The first SSWC was held in California in 1999 and has since grown steadily, from a handful of riders to 1,000 registered racers from eight counries at this year’s event in Durango. Bailey said the race is open to anyone, with the field including more than 150 locals, dozens of Coloradans and nearly 200 women. “There are people from all over the spectrum, from competitive racers to people who just built their first singlespeed yesterday,” said Bailey. “We wanted to keep it open, and Durango needs to represent. And it will."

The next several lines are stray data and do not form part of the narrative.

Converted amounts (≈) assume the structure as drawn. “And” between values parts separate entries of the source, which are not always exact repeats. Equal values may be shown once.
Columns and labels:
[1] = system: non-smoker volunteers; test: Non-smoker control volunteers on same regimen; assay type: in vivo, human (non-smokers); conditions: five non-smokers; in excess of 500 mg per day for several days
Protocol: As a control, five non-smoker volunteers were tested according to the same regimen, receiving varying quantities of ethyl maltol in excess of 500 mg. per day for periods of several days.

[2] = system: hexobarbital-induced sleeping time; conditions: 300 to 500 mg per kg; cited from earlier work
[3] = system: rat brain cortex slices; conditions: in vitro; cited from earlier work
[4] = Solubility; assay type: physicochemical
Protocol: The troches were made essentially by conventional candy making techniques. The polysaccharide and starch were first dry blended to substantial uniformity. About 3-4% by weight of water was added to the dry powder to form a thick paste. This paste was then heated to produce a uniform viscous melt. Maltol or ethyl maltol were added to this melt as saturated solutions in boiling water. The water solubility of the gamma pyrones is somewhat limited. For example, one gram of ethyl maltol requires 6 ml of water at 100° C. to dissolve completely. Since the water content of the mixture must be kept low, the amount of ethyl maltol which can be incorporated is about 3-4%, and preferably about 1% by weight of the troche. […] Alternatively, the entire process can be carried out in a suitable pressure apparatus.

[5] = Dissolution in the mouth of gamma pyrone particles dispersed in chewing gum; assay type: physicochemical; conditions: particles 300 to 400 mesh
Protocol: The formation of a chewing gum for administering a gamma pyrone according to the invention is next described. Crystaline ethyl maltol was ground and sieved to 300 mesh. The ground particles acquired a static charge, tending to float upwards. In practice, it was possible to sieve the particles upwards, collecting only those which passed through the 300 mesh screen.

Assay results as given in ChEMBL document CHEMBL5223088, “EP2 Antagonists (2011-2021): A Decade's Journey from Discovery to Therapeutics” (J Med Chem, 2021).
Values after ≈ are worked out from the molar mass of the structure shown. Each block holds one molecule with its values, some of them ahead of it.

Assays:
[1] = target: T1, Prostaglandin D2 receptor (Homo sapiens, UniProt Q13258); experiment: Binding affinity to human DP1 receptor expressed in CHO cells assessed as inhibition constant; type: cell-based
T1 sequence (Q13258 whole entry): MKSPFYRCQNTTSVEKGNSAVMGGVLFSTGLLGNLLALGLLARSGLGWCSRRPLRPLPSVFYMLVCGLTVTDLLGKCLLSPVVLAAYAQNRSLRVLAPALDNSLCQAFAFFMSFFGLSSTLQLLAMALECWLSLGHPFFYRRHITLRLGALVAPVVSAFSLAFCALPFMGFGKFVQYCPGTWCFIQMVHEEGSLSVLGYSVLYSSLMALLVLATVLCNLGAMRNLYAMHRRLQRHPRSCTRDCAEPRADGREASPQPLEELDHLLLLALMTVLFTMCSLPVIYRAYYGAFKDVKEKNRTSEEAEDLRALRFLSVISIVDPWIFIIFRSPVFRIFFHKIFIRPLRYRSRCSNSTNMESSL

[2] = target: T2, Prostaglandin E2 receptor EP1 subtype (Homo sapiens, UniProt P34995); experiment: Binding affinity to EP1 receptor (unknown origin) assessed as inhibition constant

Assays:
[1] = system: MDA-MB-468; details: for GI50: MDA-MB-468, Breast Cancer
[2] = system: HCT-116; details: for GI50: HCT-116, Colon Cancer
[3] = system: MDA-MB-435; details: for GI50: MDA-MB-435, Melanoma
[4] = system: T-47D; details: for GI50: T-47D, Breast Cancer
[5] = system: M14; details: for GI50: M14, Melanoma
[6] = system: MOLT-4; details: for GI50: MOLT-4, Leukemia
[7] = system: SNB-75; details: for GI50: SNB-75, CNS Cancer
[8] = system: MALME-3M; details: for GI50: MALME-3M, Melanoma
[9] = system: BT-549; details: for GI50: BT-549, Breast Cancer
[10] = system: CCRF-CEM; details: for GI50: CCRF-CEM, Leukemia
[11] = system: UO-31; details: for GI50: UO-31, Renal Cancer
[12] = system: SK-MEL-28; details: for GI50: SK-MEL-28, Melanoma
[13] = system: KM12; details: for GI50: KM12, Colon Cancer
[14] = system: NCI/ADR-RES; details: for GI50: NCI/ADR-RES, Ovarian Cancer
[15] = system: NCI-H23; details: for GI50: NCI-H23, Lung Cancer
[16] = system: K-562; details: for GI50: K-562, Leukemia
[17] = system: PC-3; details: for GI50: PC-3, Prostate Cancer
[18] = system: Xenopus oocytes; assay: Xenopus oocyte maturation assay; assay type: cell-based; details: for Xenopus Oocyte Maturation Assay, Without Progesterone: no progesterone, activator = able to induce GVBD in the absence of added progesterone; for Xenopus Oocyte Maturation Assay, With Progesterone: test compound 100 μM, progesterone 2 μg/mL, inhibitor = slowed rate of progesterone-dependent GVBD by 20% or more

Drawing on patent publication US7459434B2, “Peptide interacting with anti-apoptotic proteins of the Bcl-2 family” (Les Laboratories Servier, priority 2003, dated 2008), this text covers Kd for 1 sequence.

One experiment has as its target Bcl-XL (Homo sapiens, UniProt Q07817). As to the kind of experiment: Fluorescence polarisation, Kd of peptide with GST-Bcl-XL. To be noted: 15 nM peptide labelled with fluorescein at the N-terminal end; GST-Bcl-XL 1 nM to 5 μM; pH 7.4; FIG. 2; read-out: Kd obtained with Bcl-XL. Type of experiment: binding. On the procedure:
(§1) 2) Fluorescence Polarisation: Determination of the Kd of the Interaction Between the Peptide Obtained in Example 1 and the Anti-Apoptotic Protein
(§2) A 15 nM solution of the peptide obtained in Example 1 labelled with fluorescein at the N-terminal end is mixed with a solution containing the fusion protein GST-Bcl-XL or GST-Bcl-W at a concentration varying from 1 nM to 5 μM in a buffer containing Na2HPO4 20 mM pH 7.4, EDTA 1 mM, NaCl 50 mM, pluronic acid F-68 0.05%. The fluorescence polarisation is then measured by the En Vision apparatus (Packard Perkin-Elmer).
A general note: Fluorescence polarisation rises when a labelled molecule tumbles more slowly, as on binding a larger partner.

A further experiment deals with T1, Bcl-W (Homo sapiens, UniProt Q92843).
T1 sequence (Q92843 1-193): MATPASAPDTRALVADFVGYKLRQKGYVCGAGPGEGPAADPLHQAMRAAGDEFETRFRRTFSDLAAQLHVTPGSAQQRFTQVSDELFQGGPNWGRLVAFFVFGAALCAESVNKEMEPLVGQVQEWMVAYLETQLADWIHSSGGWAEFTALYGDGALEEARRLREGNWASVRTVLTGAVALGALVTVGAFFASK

Bailey is the core member of Passion Productions, a group of avid cyclists/artists that is masterminding this year’s event. The eclectic group has been holding smaller singlespeed events in Durango for years, like Rally of the Dead and Clipper Ship. Passion Productions also started a local bike polo chapter, which meets weekly at Park Elementary. Bailey’s home, known by most simply as “the Blue House,” is a groovy art/bike-culture gallery next to the Durango Cyclery that has served as ground zero for SSWC. “Cycling and the romance of art go back hundreds of years,” said Bailey with a nod to his unique décor, which ranges from rare thrift-store finds to animal skulls and even an old organ turned planter. “The bicycle has such aspects of freedom that an artist clings to. To combine those two, it’s a romantic journey. Essentially, we’re celebrating the bicycle.”